His extant commentaries (those on Canticles, on the Prophets, on the book of Psalms and on the Pauline epistles - the last the most valuable) are among the best performances of the fathers of the church.
Even in one of the Psalms (lxxxiii.
(in the Bible only in titles of psalms), which is applicable to any piece designed to be sung to a musical accompaniment.
This is the argument in Psalms xvi.
To the same period belong the book of Micah, the earlier parts of the books of Samuel, of Isaiah and of Proverbs, and perhaps some Psalms. In 722 B.C. Samaria was taken and the Northern kingdom ceased to exist.
With regard to the date of the Psalms, internal evidence, from the nature of the case, leads to few results which are convincing.
There are also Midrashim on the Canticle, Ruth, Ecclesiastes, Esther and the Psalms, belonging to this later period, the Pirge R.
Very important for the study of Midrashic literature are the Yalgut (gleaning) Shim`oni, on the whole Bible, the Yalqut Mekhiri, on the Prophets, Psalms, Proverbs and Job, and the Midrash ha-gadhol, 2 all of which are of uncertain but late date and preserve earlier material.
4, &c.) and the anonymous blessings commonly called Shemoneh 'Esreh (the Eighteen), together with certain Psalms. (Readings from the Law and the Prophets [Haphtarah] also formed part of the service.) To this framework were fitted, from time to time, various prayers, and, for festivals especially, numerous hymns.
Damiani advocated the substitution of flagellation for the recitation of the penitential psalms, and drew up a scale according to which 1000 strokes were equivalent to ten psalms, and 15,000 to the whole psalter.
It is probable that he was the author of the greater portion of the Compendious Book of Psalms and Spiritual Songs which contains a large number of hymns from the German.
The earliest known edition of the Compendious Book of Psalms and Spiritual Songs (of which an unique copy is extant) dates back to 1567, though the contents were probably published in broad sheets during John Wedderburn's lifetime.
It consists of a calendar and almanac, a catechism, hymns, many of them translations from the German, metrical versions of the Psalms, and a collection of ballads and satirical poems against the Catholic church and clergy.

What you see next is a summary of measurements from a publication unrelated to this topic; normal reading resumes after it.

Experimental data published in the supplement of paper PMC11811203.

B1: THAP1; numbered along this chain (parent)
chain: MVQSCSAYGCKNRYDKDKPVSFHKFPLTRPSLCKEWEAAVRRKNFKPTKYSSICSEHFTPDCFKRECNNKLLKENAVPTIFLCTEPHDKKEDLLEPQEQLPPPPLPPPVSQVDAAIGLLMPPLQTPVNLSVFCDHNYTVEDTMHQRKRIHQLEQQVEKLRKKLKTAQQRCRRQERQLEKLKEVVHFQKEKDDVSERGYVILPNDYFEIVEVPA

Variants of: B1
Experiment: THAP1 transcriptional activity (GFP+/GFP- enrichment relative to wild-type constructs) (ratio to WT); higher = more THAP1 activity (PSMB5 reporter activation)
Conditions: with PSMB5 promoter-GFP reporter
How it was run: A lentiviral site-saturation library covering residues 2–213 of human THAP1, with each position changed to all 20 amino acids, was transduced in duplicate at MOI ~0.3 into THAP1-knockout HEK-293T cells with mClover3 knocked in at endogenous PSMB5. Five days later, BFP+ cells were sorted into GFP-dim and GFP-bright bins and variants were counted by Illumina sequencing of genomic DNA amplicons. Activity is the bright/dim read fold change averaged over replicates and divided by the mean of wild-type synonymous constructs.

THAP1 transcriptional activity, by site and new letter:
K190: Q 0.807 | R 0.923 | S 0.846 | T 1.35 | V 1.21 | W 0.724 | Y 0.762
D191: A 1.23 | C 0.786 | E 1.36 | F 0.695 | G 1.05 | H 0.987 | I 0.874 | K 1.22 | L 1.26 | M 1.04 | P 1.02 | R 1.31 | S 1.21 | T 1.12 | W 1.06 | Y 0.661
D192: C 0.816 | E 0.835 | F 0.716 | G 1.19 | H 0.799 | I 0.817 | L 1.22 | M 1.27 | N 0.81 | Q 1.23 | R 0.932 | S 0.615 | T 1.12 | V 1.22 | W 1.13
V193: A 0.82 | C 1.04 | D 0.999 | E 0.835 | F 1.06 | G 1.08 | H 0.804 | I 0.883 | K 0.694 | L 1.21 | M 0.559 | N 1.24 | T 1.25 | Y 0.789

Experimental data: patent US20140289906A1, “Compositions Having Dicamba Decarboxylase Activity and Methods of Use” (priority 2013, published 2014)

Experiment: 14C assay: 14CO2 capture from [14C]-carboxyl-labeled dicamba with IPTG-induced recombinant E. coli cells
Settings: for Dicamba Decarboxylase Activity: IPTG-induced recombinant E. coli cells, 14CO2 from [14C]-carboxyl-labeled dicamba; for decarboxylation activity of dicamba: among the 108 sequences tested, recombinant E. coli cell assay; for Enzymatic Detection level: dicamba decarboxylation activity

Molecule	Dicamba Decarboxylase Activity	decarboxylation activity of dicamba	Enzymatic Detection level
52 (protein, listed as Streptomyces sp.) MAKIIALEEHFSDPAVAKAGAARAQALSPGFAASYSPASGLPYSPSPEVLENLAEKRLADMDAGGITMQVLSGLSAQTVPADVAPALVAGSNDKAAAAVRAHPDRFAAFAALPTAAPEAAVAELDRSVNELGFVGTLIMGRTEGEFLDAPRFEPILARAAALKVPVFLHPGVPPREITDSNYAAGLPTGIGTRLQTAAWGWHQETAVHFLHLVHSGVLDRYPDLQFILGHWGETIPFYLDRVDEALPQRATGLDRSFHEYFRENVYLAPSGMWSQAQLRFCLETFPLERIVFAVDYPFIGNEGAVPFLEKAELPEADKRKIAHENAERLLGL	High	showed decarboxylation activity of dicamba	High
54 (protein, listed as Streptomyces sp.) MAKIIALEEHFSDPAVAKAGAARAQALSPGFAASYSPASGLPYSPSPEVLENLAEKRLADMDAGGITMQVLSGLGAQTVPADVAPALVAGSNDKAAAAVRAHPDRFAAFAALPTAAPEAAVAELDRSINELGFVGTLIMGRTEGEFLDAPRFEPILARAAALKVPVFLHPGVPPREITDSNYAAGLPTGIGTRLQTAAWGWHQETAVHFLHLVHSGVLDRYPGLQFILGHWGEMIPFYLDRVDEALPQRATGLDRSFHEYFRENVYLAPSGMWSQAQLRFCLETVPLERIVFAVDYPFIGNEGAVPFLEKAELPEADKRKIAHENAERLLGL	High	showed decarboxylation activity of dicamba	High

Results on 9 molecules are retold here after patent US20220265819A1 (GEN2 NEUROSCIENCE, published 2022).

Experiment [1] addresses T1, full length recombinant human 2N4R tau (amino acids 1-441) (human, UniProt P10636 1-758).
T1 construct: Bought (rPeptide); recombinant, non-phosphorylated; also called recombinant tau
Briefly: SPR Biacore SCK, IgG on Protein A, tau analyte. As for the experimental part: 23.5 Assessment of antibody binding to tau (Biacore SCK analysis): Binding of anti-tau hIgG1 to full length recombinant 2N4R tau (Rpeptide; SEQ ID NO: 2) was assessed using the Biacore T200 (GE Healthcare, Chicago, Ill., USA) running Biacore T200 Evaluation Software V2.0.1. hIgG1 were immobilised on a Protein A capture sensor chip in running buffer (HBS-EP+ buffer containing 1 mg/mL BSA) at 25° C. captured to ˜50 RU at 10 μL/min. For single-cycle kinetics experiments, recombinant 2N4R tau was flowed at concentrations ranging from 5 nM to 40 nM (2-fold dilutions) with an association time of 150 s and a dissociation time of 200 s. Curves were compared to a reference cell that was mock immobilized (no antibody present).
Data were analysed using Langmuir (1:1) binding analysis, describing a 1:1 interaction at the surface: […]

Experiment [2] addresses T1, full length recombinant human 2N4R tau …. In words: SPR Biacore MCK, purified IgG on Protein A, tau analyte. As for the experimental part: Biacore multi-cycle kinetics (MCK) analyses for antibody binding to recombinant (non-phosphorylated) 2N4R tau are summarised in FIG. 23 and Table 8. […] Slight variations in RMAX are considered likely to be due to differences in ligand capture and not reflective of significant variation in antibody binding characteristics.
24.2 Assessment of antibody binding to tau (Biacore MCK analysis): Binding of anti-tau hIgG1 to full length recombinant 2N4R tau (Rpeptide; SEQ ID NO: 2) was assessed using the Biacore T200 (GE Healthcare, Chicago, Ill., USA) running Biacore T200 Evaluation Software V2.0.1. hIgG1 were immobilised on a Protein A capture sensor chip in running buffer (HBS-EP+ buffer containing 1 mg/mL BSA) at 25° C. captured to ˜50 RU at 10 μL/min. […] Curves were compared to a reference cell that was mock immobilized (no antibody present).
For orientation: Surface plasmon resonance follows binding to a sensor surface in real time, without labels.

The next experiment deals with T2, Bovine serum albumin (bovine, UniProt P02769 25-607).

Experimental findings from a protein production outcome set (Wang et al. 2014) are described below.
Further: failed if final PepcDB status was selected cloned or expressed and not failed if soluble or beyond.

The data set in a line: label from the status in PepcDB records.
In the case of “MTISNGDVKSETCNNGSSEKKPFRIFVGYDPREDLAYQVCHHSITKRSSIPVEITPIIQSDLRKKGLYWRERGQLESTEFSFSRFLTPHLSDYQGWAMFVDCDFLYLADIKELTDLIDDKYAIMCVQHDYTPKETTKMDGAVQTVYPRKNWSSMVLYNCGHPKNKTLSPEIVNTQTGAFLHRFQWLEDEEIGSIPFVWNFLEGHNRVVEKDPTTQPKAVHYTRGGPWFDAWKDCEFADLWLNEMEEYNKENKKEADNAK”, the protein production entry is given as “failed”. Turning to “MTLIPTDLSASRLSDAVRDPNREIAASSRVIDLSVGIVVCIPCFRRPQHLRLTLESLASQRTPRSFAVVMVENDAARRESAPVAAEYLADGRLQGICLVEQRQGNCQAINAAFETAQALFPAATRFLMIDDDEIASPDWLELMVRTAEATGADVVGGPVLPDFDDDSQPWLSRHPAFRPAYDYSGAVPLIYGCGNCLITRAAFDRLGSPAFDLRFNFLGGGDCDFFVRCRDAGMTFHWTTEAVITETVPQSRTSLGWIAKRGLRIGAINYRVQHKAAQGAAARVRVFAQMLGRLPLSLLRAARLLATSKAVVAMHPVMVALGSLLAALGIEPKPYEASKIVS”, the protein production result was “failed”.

And lxxii.), in the psalms of Solomon and in the days of Christ.
The reverence felt for the canonized Torah or law (the Pentateuch or so-called five books of Moses) grew even into worship. Of this spirit we find clear expression in some of the later psalms, e.g.
- The Psalms of Solomon and the synoptic Gospels (70 B.C. - A.D.
Titles of psalms, dates and headings of prophecies) involves a criticism of the historical traditions themselves, and thus the two major classes of material must be constantly examined both separately and in their bearing on one another.
" Prophetic Literature," " Psalms," and his recent studies).
As yet our authorities do not permit us to follow them to Egypt with any certainty, but the Psalms of Solomon express the mind of one who survived to see Pompey the Great brought low.
It cannot be doubted that the three types of David, represented by the books of Samuel, of Chronicles, and the superscriptions of the Psalms, are irreconcilable, and that they represent successive developments of the original traditions.
The Hebrew titles ascribe to him seventy-three psalms; the Septuagint adds some fifteen more; and later opinion, both Jewish p and Christian, claimed for him the authorship of the whole Psalter (so the Talmud, Augustine and others).
For the so-called Gradual Psalms, cxx.-cxxxiv., the "songs of degrees," LXX.